Please note neither this listing nor its contents are final til
midnight of the last day of the month of any such announcement.
The official release date of all Project Gutenberg eBooks is at
Midnight, Central Time, of the last day of the stated month.  A
preliminary version may often be posted for suggestion, comment
and editing by those who wish to do so.

Most people start at our Web sites at: or

These Web sites include award-winning information about Project
Gutenberg, including how to donate, how to help produce our new
eBooks, and how to subscribe to our email newsletter (free!).

Those of you who want to download any eBook before announcement
can get to them as follows, and just download by date.  This is
also a good way to get them instantly upon announcement, as the
indexes our cataloguers produce obviously take a while after an
announcement goes out in the Project Gutenberg Newsletter. or

Or /etext02, 01, 00, 99, 98, 97, 96, 95, 94, 93, 92, 92, 91 or 90

Just search by the first five letters of the filename you want,
as it appears in our Newsletters.

Information about Project Gutenberg (one page)

We produce about two million dollars for each hour we work.  The
time it takes us, a rather conservative estimate, is fifty hours
to get any eBook selected, entered, proofread, edited, copyright
searched and analyzed, the copyright letters written, etc.   Our
projected audience is one hundred million readers.  If the value
per text is nominally estimated at one dollar then we produce $2
million dollars per hour in 2002 as we release over 100 new text
files per month:  1240 more eBooks in 2001 for a total of 4000+
We are already on our way to trying for 2000 more eBooks in 2002
If they reach just 1-2% of the world's population then the total
will reach over half a trillion eBooks given away by year's end.

The Goal of Project Gutenberg is to Give Away 1 Trillion eBooks!
This is ten thousand titles each to one hundred million readers,
which is only about 4% of the present number of computer users.

Here is the briefest record of our progress (* means estimated):

eBooks Year Month

    1  1971 July
   10  1991 January
  100  1994 January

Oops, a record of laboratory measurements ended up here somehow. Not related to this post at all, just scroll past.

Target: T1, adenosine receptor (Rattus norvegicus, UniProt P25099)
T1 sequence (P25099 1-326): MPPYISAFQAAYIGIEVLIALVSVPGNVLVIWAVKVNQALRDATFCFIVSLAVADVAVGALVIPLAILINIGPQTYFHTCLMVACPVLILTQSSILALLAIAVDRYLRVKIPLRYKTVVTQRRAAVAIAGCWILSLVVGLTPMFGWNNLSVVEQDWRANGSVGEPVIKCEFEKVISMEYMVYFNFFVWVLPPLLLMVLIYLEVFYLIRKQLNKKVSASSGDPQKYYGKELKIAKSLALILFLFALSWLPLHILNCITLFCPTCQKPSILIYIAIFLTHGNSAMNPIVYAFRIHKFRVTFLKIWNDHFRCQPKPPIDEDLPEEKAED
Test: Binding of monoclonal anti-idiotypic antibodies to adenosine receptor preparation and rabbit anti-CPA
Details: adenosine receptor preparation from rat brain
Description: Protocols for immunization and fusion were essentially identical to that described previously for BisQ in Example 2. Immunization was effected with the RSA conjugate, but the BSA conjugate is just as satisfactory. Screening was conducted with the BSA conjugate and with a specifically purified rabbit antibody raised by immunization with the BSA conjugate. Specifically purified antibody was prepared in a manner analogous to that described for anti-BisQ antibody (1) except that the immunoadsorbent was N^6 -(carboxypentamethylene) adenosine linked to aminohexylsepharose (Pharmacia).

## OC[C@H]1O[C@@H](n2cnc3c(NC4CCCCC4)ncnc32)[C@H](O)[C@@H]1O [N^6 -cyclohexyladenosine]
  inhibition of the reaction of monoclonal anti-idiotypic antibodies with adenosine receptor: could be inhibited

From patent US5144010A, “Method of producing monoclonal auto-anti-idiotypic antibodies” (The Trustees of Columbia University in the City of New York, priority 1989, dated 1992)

1000  1997 August
 1500  1998 October
 2000  1999 December
 2500  2000 December
 3000  2001 November
 4000  2001 October/November
 6000  2002 December*
 9000  2003 November*
10000  2004 January*

The Project Gutenberg Literary Archive Foundation has been created
to secure a future for Project Gutenberg into the next millennium.

We need your donations more than ever!

As of February, 2002, contributions are being solicited from people
and organizations in: Alabama, Alaska, Arkansas, Connecticut,
Delaware, District of Columbia, Florida, Georgia, Hawaii, Illinois,
Indiana, Iowa, Kansas, Kentucky, Louisiana, Maine, Massachusetts,
Michigan, Mississippi, Missouri, Montana, Nebraska, Nevada, New
Hampshire, New Jersey, New Mexico, New York, North Carolina, Ohio,
Oklahoma, Oregon, Pennsylvania, Rhode Island, South Carolina, South
Dakota, Tennessee, Texas, Utah, Vermont, Virginia, Washington, West
Virginia, Wisconsin, and Wyoming.

We have filed in all 50 states now, but these are the only ones
that have responded.

As the requirements for other states are met, additions to this list
will be made and fund raising will begin in the additional states.
Please feel free to ask to check the status of your state.

In answer to various questions we have received on this:

We are constantly working on finishing the paperwork to legally
request donations in all 50 states.  If your state is not listed and
you would like to know if we have added it since the list you have,
just ask.

While we cannot solicit donations from people in states where we are
not yet registered, we know of no prohibition against accepting
donations from donors in these states who approach us with an offer to

International donations are accepted, but we don't know ANYTHING about
how to make them tax-deductible, or even if they CAN be made
deductible, and don't have the staff to handle it even if there are

Donations by check or money order may be sent to:

Project Gutenberg Literary Archive Foundation
PMB 113
1739 University Ave.
Oxford, MS 38655-4109

Contact us if you want to arrange for a wire transfer or payment
method other than by check or money order.

The Project Gutenberg Literary Archive Foundation has been approved by
the US Internal Revenue Service as a 501(c)(3) organization with EIN
[Employee Identification Number] 64-622154.  Donations are
tax-deductible to the maximum extent permitted by law.  As fund-raising
requirements for other states are met, additions to this list will be
made and fund-raising will begin in the additional states.

We need your donations more than ever!

You can get up to date donation information online at:


If you can't reach Project Gutenberg,
you can always email directly to:

Michael S. Hart <>

Prof. Hart will answer or forward your message.

We would prefer to send you information by email.

**The Legal Small Print**

(Three Pages)

Why is this "Small Print!" statement here? You know: lawyers.
They tell us you might sue us if there is something wrong with
your copy of this eBook, even if you got it for free from
someone other than us, and even if what's wrong is not our
fault. So, among other things, this "Small Print!" statement
disclaims most of our liability to you. It also tells you how
you may distribute copies of this eBook if you want to.

By using or reading any part of this PROJECT GUTENBERG-tm
eBook, you indicate that you understand, agree to and accept
this "Small Print!" statement. If you do not, you can receive
a refund of the money (if any) you paid for this eBook by
sending a request within 30 days of receiving it to the person
you got it from. If you received this eBook on a physical
medium (such as a disk), you must return it with your request.

This PROJECT GUTENBERG-tm eBook, like most PROJECT GUTENBERG-tm eBooks,